It happened in the Mearns - June 5

Find out what happened in the Mearns all those years ago from our very own archives.

25 YEARS AGO - Friday, June 8th 1990

Attendance records were smashed at this year’s Auld Feein’ Market in Stonehaven town centre on Saturday.

Not that there could be an exact figure for the Market Square event, as there is no gate to pass through, but with parking spaces fully occupied as far away as Bath Street, the stalls were thronged with interested visitors almost continuously from 10am until the closedown at 5pm.

And Mother Nature let the organisers “off the hook”, when freak weather which threatened the outdoor event relented and the market’s run of fine days continued for yet another year. Early morning rain gave way to very high gusty winds, which threatened to blow apart the canvas-backed stalls on the Square, and 52 weighty concrete blocks were needed to keep the stalls in place.

Features abounded this year, with the overflow crafters’ display in the Town Hall offering many beautiful and unique items for sale. Stalls here were thronged, although there seemed to be more browsers than buyers around.

Contributing to the overall improvement of the look of the Market was the organisers’ insistence that all stallholders dress in turn-of-the-century garb, and the fact that the stalls were all as different as they could be.

50 YEARS AGO - Friday June

Stonehaven Town Council’s decision to go ahead with alterations and improvements to the town hall have caused a stir in the town.

The cost, £52,000, and Police Judge John H. Stewart’s forecast of a 3/ - rise in the rates, have been the main talking points, and there is word of a protest petition being drawn up.

This week the Mearns Leader interviewed a number of townsfolk on the matter and found opinions about the scheme fairly openly divided.

Mr Bertram Spicer, a grocer, said the general opinion of his customers was the “the whole thing was fantastic”. They felt that in a place the size of Stonehaven the money could be put to better use.

“They are terribly bitter, as there are so many things it could be spent on,” he said.

A businessman commented: “Many years ago the same argument arose about the swimming pool, but we now realise it has been a blessing in disguise. We will never get the scheme at a cheaper price, so I suppose now is as good a time as any to go ahead with it.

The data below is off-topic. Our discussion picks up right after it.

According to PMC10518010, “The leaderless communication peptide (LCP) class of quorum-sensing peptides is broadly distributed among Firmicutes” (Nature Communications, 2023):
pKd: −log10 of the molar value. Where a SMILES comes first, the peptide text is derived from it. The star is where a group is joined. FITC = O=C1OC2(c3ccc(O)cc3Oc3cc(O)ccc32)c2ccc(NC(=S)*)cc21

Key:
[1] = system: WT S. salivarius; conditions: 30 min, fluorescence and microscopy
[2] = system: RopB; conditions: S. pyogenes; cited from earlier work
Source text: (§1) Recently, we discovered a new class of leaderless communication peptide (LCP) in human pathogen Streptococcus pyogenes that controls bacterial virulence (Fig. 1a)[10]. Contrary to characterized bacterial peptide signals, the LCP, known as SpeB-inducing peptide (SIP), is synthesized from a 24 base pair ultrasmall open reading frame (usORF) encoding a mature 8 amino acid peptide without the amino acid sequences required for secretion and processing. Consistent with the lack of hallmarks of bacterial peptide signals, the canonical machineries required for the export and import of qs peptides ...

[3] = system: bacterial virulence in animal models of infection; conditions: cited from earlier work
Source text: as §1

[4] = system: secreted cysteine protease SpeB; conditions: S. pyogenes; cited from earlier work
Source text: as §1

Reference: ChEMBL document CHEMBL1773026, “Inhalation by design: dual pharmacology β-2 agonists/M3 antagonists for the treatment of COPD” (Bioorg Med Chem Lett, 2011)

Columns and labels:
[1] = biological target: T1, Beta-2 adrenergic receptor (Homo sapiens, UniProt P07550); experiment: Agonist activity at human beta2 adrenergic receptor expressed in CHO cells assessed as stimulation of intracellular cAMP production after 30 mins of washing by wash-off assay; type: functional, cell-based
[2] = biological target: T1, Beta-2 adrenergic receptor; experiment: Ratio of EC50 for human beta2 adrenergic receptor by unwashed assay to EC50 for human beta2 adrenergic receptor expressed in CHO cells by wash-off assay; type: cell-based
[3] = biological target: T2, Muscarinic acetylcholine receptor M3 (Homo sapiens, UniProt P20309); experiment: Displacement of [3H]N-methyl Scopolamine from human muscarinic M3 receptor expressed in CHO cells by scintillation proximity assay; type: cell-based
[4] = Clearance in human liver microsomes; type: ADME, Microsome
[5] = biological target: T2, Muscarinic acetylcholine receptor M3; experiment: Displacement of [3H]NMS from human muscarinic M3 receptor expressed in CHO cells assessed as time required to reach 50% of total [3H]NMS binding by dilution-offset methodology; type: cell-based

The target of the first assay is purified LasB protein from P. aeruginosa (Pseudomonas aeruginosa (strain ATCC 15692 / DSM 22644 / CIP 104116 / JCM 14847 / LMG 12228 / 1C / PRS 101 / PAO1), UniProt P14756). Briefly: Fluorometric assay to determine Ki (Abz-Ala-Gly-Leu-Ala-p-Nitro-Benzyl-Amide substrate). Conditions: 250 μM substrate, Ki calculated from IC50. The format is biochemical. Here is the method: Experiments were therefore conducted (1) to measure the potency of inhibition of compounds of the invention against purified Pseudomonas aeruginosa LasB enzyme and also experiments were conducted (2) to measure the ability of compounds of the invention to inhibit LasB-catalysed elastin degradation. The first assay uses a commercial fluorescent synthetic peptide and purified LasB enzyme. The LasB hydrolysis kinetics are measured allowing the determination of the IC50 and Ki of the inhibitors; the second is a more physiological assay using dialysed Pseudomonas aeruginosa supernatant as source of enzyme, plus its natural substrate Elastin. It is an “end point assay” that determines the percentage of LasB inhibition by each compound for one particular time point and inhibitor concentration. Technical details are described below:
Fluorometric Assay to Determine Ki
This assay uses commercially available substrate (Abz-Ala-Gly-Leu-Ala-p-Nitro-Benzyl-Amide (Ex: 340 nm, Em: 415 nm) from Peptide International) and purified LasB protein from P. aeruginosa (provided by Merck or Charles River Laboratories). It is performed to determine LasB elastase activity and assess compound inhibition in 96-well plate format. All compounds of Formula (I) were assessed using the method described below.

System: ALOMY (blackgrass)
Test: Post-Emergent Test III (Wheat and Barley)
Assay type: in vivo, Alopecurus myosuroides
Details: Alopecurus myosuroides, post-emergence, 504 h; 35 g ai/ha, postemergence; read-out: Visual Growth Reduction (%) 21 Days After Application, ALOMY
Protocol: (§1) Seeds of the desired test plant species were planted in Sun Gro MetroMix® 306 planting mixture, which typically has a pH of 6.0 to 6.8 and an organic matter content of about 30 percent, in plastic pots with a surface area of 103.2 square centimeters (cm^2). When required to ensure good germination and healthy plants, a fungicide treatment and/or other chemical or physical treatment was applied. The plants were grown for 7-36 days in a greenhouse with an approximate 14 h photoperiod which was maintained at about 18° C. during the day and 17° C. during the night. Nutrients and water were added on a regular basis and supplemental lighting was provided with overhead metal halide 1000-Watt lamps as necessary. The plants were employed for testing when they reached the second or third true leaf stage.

“We can’t afford it, but we could not afford the swimming pool and it was paid for. Of course, more essential things are needed, but we can’t afford them either”.

100 YEARS AGO - Thursday, June 10th 1915

With the 7th Gordons now in the thick of the fight over in France, there is the inevitable anxiety in families who have male members in the battalion as to their safety. In such circumstances it is unfortunate that there should be a tendency here at home to make too much of rumours that have their origin in ambiguous statements in letters from the front, and gain in certainty as they gain in magnitude, as they pass from mouth to mouth.

These senseless rumours cause a great deal of unneccessary pain. On everyone there should be a solemn obligation to make sure of the truth of statements about happenings at the front before passing them on to someone else.

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There is at present appearing in the window of Mr Wood, chemist, an interesting reminder of the war in the shape of a mess tin worn by Captain R. Ross Napier, a Stonehaven man with the Canadians, when he was struck by shrapnel. Fragments of shrapnel have pierced the metal sides of the mess tin and articles which were inside it at the time have been pierced or broken by the fragments of the shell.

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It was intimated at the Council meeting that arrangments had been made for having the bathing boxes re-erected for the season.